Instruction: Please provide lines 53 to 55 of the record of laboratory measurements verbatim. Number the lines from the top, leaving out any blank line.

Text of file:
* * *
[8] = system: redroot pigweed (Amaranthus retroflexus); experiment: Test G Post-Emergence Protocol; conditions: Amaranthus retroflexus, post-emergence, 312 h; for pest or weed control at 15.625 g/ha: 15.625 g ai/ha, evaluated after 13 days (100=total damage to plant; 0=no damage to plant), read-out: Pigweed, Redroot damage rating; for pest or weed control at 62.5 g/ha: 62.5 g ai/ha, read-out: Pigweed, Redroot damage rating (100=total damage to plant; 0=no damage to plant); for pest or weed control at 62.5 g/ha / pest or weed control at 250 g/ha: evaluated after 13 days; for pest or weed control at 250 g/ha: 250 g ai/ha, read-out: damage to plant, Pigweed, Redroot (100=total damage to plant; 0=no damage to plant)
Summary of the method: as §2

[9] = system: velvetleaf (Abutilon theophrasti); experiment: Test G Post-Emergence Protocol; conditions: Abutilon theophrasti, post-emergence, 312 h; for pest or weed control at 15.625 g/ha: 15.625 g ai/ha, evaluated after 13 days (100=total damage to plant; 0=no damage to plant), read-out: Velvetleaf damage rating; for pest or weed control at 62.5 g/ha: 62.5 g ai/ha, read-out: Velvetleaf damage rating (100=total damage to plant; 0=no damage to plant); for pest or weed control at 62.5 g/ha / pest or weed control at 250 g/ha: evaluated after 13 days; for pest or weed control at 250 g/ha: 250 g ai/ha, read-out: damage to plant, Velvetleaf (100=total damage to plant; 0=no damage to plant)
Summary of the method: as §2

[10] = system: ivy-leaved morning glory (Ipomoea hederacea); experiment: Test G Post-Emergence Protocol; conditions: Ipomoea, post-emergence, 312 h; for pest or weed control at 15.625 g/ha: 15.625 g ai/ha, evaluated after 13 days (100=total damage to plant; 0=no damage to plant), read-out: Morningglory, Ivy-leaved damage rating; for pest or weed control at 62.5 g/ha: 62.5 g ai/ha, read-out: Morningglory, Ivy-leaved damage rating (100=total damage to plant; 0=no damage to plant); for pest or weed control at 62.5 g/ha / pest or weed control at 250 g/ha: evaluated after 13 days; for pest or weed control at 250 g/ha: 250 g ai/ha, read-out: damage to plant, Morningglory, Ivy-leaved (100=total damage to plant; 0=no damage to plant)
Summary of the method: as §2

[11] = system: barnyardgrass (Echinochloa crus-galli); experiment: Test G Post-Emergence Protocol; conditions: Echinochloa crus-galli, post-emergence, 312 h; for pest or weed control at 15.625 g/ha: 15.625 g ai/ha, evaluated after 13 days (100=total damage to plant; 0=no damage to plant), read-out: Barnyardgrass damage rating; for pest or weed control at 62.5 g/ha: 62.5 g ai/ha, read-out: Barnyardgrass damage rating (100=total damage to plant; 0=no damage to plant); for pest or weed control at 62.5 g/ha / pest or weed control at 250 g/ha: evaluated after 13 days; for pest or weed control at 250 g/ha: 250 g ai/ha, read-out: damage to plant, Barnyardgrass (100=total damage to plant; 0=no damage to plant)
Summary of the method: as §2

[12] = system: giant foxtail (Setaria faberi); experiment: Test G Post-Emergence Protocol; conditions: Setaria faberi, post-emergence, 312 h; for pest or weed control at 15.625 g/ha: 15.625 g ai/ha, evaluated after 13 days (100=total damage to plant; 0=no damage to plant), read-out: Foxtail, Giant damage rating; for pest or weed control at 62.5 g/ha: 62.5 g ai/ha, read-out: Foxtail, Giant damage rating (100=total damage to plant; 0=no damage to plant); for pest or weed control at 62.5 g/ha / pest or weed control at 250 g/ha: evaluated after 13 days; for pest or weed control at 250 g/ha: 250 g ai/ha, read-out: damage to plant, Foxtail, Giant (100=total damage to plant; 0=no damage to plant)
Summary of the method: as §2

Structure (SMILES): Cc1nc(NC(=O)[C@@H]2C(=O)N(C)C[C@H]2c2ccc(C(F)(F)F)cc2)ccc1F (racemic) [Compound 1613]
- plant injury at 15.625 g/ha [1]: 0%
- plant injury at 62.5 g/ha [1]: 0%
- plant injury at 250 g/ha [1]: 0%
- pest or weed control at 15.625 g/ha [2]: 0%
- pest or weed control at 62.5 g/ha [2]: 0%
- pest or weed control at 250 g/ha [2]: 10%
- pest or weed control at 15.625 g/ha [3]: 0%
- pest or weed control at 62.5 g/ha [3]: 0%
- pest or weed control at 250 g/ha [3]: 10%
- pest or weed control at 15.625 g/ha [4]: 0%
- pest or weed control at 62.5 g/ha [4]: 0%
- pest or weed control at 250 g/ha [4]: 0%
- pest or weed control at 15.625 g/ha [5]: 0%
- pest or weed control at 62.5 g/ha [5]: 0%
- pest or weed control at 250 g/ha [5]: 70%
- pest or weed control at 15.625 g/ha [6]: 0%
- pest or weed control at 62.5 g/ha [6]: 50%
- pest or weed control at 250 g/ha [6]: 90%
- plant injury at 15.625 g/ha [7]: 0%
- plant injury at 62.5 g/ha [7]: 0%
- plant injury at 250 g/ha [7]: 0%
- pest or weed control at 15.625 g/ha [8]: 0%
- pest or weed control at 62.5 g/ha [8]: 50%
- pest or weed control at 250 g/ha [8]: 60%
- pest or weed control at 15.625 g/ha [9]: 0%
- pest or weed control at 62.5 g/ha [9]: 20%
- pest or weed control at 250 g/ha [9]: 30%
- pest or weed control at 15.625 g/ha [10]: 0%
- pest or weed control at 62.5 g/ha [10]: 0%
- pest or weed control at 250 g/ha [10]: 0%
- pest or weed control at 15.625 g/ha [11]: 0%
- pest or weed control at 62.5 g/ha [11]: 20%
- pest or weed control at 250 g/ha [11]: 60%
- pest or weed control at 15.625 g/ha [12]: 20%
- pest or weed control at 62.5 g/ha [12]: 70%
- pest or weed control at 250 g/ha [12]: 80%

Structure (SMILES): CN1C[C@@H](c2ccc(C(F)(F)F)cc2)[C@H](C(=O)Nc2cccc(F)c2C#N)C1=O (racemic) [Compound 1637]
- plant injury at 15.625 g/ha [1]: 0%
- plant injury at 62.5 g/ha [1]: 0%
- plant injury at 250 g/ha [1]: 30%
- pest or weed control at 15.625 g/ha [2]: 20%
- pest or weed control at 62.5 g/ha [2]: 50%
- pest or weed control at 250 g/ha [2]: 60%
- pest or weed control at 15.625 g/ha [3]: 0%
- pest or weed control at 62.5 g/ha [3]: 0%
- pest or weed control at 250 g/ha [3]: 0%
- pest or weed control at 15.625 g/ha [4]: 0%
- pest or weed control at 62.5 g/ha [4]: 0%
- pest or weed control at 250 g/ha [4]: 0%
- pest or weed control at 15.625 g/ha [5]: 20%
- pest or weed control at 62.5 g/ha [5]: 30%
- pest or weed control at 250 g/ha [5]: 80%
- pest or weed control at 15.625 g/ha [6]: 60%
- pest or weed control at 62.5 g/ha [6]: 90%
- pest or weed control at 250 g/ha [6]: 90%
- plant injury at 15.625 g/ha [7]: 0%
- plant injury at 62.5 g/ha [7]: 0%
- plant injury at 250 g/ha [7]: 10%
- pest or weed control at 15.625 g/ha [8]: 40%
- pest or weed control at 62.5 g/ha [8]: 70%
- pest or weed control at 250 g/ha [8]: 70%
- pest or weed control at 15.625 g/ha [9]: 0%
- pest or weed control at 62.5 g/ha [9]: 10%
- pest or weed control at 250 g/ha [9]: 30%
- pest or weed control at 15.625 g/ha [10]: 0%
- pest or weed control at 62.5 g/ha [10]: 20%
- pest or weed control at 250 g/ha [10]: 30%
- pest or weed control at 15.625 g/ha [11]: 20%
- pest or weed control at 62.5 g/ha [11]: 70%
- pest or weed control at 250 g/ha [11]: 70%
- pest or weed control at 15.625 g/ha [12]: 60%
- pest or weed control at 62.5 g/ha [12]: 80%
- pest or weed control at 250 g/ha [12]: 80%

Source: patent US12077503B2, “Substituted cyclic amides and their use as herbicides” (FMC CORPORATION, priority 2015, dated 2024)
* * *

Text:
- pest or weed control at 62.5 g/ha [2]: 50%
- pest or weed control at 250 g/ha [2]: 60%
- pest or weed control at 15.625 g/ha [3]: 0%